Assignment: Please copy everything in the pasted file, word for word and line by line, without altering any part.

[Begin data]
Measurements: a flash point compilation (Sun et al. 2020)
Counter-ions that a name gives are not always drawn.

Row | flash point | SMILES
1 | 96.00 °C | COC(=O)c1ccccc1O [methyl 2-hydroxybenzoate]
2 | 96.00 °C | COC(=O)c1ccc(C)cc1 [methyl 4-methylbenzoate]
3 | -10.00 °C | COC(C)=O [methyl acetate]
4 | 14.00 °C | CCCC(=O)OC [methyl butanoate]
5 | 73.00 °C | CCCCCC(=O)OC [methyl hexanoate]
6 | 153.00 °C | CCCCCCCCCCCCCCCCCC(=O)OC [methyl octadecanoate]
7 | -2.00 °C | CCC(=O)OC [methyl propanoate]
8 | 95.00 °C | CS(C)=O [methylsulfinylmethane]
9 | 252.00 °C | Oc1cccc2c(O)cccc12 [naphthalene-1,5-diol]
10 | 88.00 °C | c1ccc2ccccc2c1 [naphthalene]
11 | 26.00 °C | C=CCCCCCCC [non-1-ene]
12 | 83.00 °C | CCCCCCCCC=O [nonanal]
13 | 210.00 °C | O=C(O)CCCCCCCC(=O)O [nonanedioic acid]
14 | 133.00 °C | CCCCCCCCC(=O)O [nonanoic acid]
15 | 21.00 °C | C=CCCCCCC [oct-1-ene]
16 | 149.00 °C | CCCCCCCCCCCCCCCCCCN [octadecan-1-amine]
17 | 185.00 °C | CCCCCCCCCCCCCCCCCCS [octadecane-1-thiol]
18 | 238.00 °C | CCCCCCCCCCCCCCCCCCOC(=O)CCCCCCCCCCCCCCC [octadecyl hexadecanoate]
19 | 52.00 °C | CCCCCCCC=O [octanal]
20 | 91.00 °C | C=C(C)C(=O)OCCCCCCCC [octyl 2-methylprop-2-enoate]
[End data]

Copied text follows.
Measurements: a flash point compilation (Sun et al. 2020)
Counter-ions that a name gives are not always drawn.

Row | flash point | SMILES
1 | 96.00 °C | COC(=O)c1ccccc1O [methyl 2-hydroxybenzoate]
2 | 96.00 °C | COC(=O)c1ccc(C)cc1 [methyl 4-methylbenzoate]
3 | -10.00 °C | COC(C)=O [methyl acetate]
4 | 14.00 °C | CCCC(=O)OC [methyl butanoate]
5 | 73.00 °C | CCCCCC(=O)OC [methyl hexanoate]
6 | 153.00 °C | CCCCCCCCCCCCCCCCCC(=O)OC [methyl octadecanoate]
7 | -2.00 °C | CCC(=O)OC [methyl propanoate]
8 | 95.00 °C | CS(C)=O [methylsulfinylmethane]
9 | 252.00 °C | Oc1cccc2c(O)cccc12 [naphthalene-1,5-diol]
10 | 88.00 °C | c1ccc2ccccc2c1 [naphthalene]
11 | 26.00 °C | C=CCCCCCCC [non-1-ene]
12 | 83.00 °C | CCCCCCCCC=O [nonanal]
13 | 210.00 °C | O=C(O)CCCCCCCC(=O)O [nonanedioic acid]
14 | 133.00 °C | CCCCCCCCC(=O)O [nonanoic acid]
15 | 21.00 °C | C=CCCCCCC [oct-1-ene]
16 | 149.00 °C | CCCCCCCCCCCCCCCCCCN [octadecan-1-amine]
17 | 185.00 °C | CCCCCCCCCCCCCCCCCCS [octadecane-1-thiol]
18 | 238.00 °C | CCCCCCCCCCCCCCCCCCOC(=O)CCCCCCCCCCCCCCC [octadecyl hexadecanoate]
19 | 52.00 °C | CCCCCCCC=O [octanal]
20 | 91.00 °C | C=C(C)C(=O)OCCCCCCCC [octyl 2-methylprop-2-enoate]